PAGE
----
The outer SDP header appears to be

struct header1 {
    char headerr4 = " SDP";
    char versionr4 = { 0x10, 0x02, 0x0, 0x0 };
    u_int32_t total_header_length; // (bigendian)
    u_int32_t total_file_length;    // (bigendian)
    char stringr20; // up to 20 chars for a string;
    ... stuff not yet understood, but it appears to list the compatible bts
    ... it also includes a date string (viewable in a hex editor)

At the end of the total_header_length there is another " SDP" start with a similar header...

struct header2 {
     char headerr4 = " SDP";
     char versionr4 = { 0x10, 0x20, 0x0, 0x0 };
     ... not understood yet...

Telnet Debug Port

be activated on TCP port 3210 of the nanoBTS.

However, there is some kind of shared-secret challenge-response MD5 authentication required - otherwise the BTS will simply
disconnect you after a few seconds.

We have implemented a modified telnet client to add support for this challenge-response mode, and you can obtain it from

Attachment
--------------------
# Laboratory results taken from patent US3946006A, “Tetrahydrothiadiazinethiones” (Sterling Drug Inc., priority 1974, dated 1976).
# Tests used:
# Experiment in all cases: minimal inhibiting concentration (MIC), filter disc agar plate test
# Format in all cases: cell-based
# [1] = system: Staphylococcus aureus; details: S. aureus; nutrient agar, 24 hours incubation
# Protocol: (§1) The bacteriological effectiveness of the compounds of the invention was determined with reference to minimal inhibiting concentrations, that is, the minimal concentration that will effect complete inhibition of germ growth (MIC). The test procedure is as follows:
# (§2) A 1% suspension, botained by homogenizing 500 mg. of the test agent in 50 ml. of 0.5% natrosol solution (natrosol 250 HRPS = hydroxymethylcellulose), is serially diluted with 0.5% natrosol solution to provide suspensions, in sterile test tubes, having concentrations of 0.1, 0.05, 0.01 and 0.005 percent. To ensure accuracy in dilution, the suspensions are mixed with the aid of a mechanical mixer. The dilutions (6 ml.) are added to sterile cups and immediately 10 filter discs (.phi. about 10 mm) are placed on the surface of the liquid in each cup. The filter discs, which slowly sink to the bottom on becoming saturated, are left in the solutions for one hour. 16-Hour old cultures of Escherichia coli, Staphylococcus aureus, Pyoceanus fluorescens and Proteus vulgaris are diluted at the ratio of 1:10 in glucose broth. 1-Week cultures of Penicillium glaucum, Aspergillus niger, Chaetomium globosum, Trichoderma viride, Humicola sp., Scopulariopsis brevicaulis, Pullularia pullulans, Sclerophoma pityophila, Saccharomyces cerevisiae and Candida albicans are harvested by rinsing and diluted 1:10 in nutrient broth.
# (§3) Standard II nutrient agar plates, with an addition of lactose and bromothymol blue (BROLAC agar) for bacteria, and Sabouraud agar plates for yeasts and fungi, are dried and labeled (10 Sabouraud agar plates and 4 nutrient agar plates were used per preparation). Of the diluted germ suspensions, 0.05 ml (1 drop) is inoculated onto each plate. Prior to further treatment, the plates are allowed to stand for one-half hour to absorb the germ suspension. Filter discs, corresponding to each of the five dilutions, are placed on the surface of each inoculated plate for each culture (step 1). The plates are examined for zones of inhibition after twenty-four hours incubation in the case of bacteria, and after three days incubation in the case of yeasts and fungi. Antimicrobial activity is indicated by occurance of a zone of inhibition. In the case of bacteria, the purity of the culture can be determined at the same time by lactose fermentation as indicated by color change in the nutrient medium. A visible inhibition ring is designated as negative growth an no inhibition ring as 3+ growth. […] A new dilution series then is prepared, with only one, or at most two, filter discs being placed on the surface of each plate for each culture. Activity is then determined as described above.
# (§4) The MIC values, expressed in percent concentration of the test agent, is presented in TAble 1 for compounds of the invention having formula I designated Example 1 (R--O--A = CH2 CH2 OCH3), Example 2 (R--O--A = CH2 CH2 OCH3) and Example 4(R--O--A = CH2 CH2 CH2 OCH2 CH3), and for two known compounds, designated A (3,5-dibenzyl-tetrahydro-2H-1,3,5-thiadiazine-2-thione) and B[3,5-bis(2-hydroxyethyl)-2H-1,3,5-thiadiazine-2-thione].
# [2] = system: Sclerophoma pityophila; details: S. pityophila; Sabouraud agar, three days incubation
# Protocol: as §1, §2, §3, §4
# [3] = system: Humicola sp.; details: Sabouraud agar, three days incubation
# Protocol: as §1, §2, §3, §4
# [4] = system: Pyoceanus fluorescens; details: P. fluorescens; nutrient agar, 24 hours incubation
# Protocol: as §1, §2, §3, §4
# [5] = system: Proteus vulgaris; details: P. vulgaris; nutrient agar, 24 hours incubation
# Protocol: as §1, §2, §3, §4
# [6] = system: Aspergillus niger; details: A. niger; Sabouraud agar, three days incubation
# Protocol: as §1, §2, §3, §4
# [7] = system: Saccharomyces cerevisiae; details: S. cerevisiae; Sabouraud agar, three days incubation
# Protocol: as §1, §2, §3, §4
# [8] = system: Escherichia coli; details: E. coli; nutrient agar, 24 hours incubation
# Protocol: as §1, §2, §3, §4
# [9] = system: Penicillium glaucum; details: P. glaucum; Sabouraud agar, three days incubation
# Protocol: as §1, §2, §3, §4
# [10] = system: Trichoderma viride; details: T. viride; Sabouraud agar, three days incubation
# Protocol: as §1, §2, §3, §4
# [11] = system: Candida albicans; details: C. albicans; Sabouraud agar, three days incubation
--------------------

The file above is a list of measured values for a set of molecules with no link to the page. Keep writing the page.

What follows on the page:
git clone git://

Simply build this package using normal autotools (it also needs the openssl-devel package for MD5) and type

./util/ipaccess-telnet BTS_IP 3210

and you are connected to it.

Reset procedure

Kevin Redon described on the openBSC mailinglist how to hard reset a nanoBTS after forgetting a statically assigned IP address.
After the reset the nanoBTS will again request the network settings via DHCP.

  • power off the nanoBTS
  • short the pin 9+10 on the TIB+IN port (the one farest away from TIB+OUT). You could use a 10P10C connector (RJ50/RJ69). I used a small flat screwdriver.
  • power on the nanoBTS. The boot (LED on RED) will take longer then usual. At the end the LED will blink RED rapidly
  • power off the nanoBTS
  • remove the short from TIB+IN
  • power up the nanoBTS
  • it will be reseted (the LED will first be RED will booting, then blink red/green to tell that the UID has not been set